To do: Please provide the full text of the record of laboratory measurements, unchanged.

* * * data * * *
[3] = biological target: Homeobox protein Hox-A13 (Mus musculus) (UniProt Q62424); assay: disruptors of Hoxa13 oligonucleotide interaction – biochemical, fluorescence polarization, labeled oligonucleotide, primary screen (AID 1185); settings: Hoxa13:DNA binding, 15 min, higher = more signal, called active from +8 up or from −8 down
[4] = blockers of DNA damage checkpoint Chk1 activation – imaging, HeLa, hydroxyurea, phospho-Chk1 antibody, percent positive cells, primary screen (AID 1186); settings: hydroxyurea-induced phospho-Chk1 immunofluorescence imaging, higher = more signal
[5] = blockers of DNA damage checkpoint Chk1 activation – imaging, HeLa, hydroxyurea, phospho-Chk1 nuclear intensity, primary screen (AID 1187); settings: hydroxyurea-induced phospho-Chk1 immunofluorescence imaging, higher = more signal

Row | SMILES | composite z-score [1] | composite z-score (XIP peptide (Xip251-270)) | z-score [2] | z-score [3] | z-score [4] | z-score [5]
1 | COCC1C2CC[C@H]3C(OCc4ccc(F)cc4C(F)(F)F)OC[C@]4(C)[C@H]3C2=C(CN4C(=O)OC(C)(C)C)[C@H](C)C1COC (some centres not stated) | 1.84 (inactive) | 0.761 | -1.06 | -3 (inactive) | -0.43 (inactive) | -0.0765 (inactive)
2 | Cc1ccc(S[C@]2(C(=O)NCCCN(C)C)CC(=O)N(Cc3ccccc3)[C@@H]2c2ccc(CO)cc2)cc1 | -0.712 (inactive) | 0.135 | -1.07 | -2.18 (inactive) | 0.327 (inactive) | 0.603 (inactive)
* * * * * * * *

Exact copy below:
[3] = biological target: Homeobox protein Hox-A13 (Mus musculus) (UniProt Q62424); assay: disruptors of Hoxa13 oligonucleotide interaction – biochemical, fluorescence polarization, labeled oligonucleotide, primary screen (AID 1185); settings: Hoxa13:DNA binding, 15 min, higher = more signal, called active from +8 up or from −8 down
[4] = blockers of DNA damage checkpoint Chk1 activation – imaging, HeLa, hydroxyurea, phospho-Chk1 antibody, percent positive cells, primary screen (AID 1186); settings: hydroxyurea-induced phospho-Chk1 immunofluorescence imaging, higher = more signal
[5] = blockers of DNA damage checkpoint Chk1 activation – imaging, HeLa, hydroxyurea, phospho-Chk1 nuclear intensity, primary screen (AID 1187); settings: hydroxyurea-induced phospho-Chk1 immunofluorescence imaging, higher = more signal

Row | SMILES | composite z-score [1] | composite z-score (XIP peptide (Xip251-270)) | z-score [2] | z-score [3] | z-score [4] | z-score [5]
1 | COCC1C2CC[C@H]3C(OCc4ccc(F)cc4C(F)(F)F)OC[C@]4(C)[C@H]3C2=C(CN4C(=O)OC(C)(C)C)[C@H](C)C1COC (some centres not stated) | 1.84 (inactive) | 0.761 | -1.06 | -3 (inactive) | -0.43 (inactive) | -0.0765 (inactive)
2 | Cc1ccc(S[C@]2(C(=O)NCCCN(C)C)CC(=O)N(Cc3ccccc3)[C@@H]2c2ccc(CO)cc2)cc1 | -0.712 (inactive) | 0.135 | -1.07 | -2.18 (inactive) | 0.327 (inactive) | 0.603 (inactive)